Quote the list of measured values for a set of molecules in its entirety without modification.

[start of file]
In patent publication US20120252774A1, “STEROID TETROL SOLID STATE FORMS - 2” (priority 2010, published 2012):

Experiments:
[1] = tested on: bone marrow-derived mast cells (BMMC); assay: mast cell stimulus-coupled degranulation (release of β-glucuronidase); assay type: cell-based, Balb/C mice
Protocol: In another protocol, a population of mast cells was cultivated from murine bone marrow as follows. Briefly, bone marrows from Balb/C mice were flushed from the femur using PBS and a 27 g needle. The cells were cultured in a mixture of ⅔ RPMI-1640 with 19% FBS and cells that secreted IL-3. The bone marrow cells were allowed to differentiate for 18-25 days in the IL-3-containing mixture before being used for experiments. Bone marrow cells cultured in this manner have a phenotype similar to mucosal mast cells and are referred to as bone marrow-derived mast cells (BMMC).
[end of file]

In patent publication US20120252774A1, “STEROID TETROL SOLID STATE FORMS - 2” (priority 2010, published 2012):

Experiments:
[1] = tested on: bone marrow-derived mast cells (BMMC); assay: mast cell stimulus-coupled degranulation (release of β-glucuronidase); assay type: cell-based, Balb/C mice
Protocol: In another protocol, a population of mast cells was cultivated from murine bone marrow as follows. Briefly, bone marrows from Balb/C mice were flushed from the femur using PBS and a 27 g needle. The cells were cultured in a mixture of ⅔ RPMI-1640 with 19% FBS and cells that secreted IL-3. The bone marrow cells were allowed to differentiate for 18-25 days in the IL-3-containing mixture before being used for experiments. Bone marrow cells cultured in this manner have a phenotype similar to mucosal mast cells and are referred to as bone marrow-derived mast cells (BMMC).